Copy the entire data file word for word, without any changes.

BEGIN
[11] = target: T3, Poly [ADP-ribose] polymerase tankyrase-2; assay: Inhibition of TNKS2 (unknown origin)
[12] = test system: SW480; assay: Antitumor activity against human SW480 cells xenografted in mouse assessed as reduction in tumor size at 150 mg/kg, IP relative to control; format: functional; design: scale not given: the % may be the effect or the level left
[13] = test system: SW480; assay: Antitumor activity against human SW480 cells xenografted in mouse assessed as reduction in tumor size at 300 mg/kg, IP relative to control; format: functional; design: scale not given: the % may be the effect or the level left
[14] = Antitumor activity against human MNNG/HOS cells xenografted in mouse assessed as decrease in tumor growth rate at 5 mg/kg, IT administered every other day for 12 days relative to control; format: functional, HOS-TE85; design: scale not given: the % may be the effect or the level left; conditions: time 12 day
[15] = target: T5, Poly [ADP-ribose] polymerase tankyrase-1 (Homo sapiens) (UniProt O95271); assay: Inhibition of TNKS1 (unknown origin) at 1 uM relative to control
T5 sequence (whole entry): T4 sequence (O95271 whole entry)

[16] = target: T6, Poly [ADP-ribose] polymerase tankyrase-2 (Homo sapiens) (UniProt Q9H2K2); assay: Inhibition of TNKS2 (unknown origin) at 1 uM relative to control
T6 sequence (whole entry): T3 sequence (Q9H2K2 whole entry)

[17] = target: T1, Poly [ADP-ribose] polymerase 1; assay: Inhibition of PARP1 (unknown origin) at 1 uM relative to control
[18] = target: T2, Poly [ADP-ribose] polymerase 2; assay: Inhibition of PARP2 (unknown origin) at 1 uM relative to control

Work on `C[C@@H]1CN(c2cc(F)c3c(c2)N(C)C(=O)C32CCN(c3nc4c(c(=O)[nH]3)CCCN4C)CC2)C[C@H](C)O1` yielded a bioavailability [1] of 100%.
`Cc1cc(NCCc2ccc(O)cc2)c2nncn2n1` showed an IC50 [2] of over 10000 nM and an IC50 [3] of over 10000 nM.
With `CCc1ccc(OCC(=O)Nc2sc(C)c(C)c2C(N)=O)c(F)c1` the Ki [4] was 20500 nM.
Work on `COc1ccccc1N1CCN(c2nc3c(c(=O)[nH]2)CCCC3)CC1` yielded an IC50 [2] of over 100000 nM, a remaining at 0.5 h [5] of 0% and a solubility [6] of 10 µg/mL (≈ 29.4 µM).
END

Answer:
[11] = target: T3, Poly [ADP-ribose] polymerase tankyrase-2; assay: Inhibition of TNKS2 (unknown origin)
[12] = test system: SW480; assay: Antitumor activity against human SW480 cells xenografted in mouse assessed as reduction in tumor size at 150 mg/kg, IP relative to control; format: functional; design: scale not given: the % may be the effect or the level left
[13] = test system: SW480; assay: Antitumor activity against human SW480 cells xenografted in mouse assessed as reduction in tumor size at 300 mg/kg, IP relative to control; format: functional; design: scale not given: the % may be the effect or the level left
[14] = Antitumor activity against human MNNG/HOS cells xenografted in mouse assessed as decrease in tumor growth rate at 5 mg/kg, IT administered every other day for 12 days relative to control; format: functional, HOS-TE85; design: scale not given: the % may be the effect or the level left; conditions: time 12 day
[15] = target: T5, Poly [ADP-ribose] polymerase tankyrase-1 (Homo sapiens) (UniProt O95271); assay: Inhibition of TNKS1 (unknown origin) at 1 uM relative to control
T5 sequence (whole entry): T4 sequence (O95271 whole entry)

[16] = target: T6, Poly [ADP-ribose] polymerase tankyrase-2 (Homo sapiens) (UniProt Q9H2K2); assay: Inhibition of TNKS2 (unknown origin) at 1 uM relative to control
T6 sequence (whole entry): T3 sequence (Q9H2K2 whole entry)

[17] = target: T1, Poly [ADP-ribose] polymerase 1; assay: Inhibition of PARP1 (unknown origin) at 1 uM relative to control
[18] = target: T2, Poly [ADP-ribose] polymerase 2; assay: Inhibition of PARP2 (unknown origin) at 1 uM relative to control

Work on `C[C@@H]1CN(c2cc(F)c3c(c2)N(C)C(=O)C32CCN(c3nc4c(c(=O)[nH]3)CCCN4C)CC2)C[C@H](C)O1` yielded a bioavailability [1] of 100%.
`Cc1cc(NCCc2ccc(O)cc2)c2nncn2n1` showed an IC50 [2] of over 10000 nM and an IC50 [3] of over 10000 nM.
With `CCc1ccc(OCC(=O)Nc2sc(C)c(C)c2C(N)=O)c(F)c1` the Ki [4] was 20500 nM.
Work on `COc1ccccc1N1CCN(c2nc3c(c(=O)[nH]2)CCCC3)CC1` yielded an IC50 [2] of over 100000 nM, a remaining at 0.5 h [5] of 0% and a solubility [6] of 10 µg/mL (≈ 29.4 µM).